Statement PDF

My approach to imagery is corporeal. Humored by the response of voluptuous forms to the obstacles that violate them, I anthropomorphize objects and the human body. A tree oozes over a barbed wire fence in the same way that a belly overflows a belt; soft swallows hard.

Like a cartoonist, I strive to depict manifestations of force action and reaction. As if complicit, objects become verbs: skin recoils, flesh droops, vines choke and fungi cling; tree bark scars leaving crusty scabs, orifices pucker and engulf. Walking through the forest, my world is incarnate.

Driftless: Can’t See the Forest for the Trees refers to the Driftless Area of the Midwest. Metaphorically, the title confesses the micro-centricity that drives my vision. Valuing imperfection, my attempts to mimic the landscape are deliberately crude. I liken the painstaking handiwork of human endeavor to the obsessive, teaming industry at work in the woodland.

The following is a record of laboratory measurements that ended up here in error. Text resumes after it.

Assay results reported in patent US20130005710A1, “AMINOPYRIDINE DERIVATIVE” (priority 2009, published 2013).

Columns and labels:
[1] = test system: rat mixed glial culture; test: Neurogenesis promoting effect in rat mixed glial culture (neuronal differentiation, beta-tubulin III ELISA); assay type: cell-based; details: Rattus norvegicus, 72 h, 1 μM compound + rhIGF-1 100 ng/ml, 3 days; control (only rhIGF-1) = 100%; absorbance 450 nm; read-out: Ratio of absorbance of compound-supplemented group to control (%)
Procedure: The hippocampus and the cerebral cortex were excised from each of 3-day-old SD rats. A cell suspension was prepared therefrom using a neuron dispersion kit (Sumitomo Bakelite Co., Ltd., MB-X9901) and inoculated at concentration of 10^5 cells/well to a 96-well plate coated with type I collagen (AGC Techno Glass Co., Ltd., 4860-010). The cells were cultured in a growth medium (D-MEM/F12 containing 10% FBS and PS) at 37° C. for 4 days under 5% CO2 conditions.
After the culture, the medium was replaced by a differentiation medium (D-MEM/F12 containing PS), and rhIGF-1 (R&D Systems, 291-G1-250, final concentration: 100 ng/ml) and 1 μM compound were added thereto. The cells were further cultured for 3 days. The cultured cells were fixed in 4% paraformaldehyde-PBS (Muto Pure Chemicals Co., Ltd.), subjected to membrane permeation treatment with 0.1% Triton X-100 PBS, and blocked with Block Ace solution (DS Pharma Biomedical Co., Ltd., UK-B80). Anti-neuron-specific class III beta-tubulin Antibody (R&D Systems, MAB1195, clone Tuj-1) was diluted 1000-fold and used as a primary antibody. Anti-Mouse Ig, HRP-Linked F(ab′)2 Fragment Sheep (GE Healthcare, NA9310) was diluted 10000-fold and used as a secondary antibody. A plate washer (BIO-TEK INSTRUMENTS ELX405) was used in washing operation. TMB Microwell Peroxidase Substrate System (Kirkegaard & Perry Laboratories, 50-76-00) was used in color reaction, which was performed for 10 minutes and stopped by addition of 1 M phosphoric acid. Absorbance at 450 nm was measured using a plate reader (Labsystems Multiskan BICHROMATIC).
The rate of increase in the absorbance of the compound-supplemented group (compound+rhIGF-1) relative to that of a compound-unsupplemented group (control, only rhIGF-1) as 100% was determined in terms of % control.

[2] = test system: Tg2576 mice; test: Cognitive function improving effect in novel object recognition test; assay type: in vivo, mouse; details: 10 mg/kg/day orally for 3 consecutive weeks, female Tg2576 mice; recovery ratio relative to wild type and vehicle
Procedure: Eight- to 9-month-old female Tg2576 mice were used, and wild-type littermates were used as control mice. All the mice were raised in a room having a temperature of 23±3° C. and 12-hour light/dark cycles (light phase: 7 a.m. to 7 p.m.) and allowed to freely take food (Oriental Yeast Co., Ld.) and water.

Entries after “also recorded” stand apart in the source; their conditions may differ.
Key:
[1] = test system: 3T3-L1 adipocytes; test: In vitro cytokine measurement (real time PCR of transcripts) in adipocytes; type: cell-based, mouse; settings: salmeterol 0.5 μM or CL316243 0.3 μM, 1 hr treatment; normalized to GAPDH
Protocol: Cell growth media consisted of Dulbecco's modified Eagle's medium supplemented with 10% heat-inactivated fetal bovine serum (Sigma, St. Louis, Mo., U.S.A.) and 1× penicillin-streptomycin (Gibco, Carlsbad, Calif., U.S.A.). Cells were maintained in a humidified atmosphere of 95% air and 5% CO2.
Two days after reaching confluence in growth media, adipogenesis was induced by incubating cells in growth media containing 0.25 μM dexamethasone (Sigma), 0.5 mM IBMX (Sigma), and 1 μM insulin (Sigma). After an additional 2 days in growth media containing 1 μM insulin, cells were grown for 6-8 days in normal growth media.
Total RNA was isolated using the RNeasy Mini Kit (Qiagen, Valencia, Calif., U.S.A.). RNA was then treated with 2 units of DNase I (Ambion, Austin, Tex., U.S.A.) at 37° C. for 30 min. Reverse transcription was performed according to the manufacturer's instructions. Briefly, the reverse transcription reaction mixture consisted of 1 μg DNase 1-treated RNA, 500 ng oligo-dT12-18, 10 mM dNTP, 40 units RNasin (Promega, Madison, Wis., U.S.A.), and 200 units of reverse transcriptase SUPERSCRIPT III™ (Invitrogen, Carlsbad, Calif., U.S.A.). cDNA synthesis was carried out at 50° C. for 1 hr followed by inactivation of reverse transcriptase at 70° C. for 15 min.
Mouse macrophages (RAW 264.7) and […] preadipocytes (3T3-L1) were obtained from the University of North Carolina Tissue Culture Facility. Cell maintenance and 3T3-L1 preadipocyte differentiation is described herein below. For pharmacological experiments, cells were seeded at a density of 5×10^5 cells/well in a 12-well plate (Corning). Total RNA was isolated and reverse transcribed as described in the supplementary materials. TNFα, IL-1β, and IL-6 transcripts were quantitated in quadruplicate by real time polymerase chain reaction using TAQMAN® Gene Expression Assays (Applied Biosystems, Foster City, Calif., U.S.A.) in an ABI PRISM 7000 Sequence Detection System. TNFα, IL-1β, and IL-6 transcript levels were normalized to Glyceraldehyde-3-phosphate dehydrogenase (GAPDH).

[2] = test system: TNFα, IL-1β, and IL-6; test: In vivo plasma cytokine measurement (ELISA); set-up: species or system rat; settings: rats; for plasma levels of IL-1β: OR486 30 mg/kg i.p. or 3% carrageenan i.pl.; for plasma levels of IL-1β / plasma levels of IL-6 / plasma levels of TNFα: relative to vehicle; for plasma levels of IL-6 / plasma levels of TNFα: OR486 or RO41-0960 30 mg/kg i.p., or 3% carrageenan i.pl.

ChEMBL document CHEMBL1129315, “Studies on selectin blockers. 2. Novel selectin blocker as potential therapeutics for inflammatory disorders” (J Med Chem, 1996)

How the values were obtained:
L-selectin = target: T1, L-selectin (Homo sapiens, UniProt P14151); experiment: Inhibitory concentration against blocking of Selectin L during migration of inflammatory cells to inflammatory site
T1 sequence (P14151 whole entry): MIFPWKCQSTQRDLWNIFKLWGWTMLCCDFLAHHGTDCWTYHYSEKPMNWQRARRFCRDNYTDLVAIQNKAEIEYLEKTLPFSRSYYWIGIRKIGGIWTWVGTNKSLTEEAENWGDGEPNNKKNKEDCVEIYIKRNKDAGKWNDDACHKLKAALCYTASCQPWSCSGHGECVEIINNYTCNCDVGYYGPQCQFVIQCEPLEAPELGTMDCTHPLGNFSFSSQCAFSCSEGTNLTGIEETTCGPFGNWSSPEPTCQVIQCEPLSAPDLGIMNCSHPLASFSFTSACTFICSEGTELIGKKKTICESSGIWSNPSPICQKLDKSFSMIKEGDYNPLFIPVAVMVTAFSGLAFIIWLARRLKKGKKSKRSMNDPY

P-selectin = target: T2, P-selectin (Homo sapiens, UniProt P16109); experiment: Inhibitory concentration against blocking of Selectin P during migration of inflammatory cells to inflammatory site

Material exploration is central to my process, and finds expression in abject crudeness and refined polish. I juxtapose the two to remind myself, and the viewer, that artifice and the natural world are separate realities. Foam, gypsum and papier-mâché are staples in my studio. When epoxy resin coats pink Polystyrene, it evokes a flush. My work is idiosyncratic, tempered by a sharp, sexual edge.

Excess is found in substance and action. Nature’s takeover of manmade is concrete and allegorical. I have witnessed vegetation prodigiously engulf civilization. At Ta Prohm, thitpok trees tighten their muscly grip on the ancient temple. You can almost hear the cartilage pop.